Thus we will choose the Buddha as our object of concentration. Keeping the physical postures, in particular a balanced, upright back, we visualize the Buddha in the space before us at the level of our forehead, then meditate on--meaning familiarize ourselves with--the Buddha we have visualized.
As I have told you before, throughout the infinite past our minds have been governed by our way of thinking, and most of the time our attitude is deeply influenced by negative thoughts. When we are influenced by negative thoughts we are influenced to do, or say, or think things which are negative. In this way we have been influenced by our negative thoughts to engage in negative karmas--negative actions of body, speech and mind. Once actions are performed an important cause is created and this cause in turn brings an effect. The causes we have created so far have been negative causes, the causes of suffering. As a result, just as we have been creating negative karma throughout beginningless time, so have we been experiencing the fruits of those actions throughout beginningless time--so much so that there is no kind of suffering, mental or physical, that we have not undergone. This trend will repeat itself in the future unless we are able to cut through the vicious circle. The only way to sever it is to abandon negative attitudes, negative thoughts. For as long as we are unable to abandon our delusions the ongoing trend will continue--it will only cease once a person has cut through the vicious circle. Only when a person has been able to do that will he or she begin to experience the untainted peace and happiness which is called 'everlasting peace'. Delusions or negative attitudes are very powerful. They provide a very forceful impetus for us to behave negatively.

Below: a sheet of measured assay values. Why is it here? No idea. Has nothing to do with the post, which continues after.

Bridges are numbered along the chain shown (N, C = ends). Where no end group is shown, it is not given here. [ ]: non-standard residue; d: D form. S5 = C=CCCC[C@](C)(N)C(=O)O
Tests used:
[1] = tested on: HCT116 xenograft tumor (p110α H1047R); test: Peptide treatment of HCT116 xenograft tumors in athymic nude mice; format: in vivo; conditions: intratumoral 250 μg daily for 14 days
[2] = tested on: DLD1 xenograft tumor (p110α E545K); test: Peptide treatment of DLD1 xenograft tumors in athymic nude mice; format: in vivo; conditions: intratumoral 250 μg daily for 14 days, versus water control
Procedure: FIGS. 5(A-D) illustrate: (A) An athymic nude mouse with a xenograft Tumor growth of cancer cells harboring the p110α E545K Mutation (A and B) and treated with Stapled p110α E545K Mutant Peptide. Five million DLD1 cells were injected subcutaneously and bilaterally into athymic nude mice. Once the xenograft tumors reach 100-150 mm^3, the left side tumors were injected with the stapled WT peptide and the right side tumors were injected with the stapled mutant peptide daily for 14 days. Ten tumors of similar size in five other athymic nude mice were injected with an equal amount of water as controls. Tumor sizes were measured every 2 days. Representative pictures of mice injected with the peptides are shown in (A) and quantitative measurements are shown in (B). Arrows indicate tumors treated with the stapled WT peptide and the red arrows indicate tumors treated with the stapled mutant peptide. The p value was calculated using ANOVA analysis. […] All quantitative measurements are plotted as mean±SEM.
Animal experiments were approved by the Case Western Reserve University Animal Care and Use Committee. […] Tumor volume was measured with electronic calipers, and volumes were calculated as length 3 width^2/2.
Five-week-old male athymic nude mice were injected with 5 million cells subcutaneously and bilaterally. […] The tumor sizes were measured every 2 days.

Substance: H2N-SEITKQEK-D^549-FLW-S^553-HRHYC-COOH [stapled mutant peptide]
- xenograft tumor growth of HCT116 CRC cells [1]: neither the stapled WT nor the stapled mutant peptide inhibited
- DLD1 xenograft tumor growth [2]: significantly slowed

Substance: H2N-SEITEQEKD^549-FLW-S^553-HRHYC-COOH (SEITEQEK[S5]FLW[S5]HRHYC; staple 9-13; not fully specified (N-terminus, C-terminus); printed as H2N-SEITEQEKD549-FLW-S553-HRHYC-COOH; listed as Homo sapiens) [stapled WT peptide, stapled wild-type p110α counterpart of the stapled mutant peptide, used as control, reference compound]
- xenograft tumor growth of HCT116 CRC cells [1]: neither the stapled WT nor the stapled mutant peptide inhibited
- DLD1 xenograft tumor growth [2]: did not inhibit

We have a variety of negative thoughts that are responsible for different negative actions. Let us take the example of attachment or desire. Desire and lust are very powerful--once we have been overcome by them we lose our sense of judgement, our sense of embarrassment and sense of shame, and go out to get what we want without any thought for the consequences.
What we need is a strong mind which does not fall under the influence of negative thoughts. One of the ways to develop a strong, unshakeable mind is to develop calm abiding.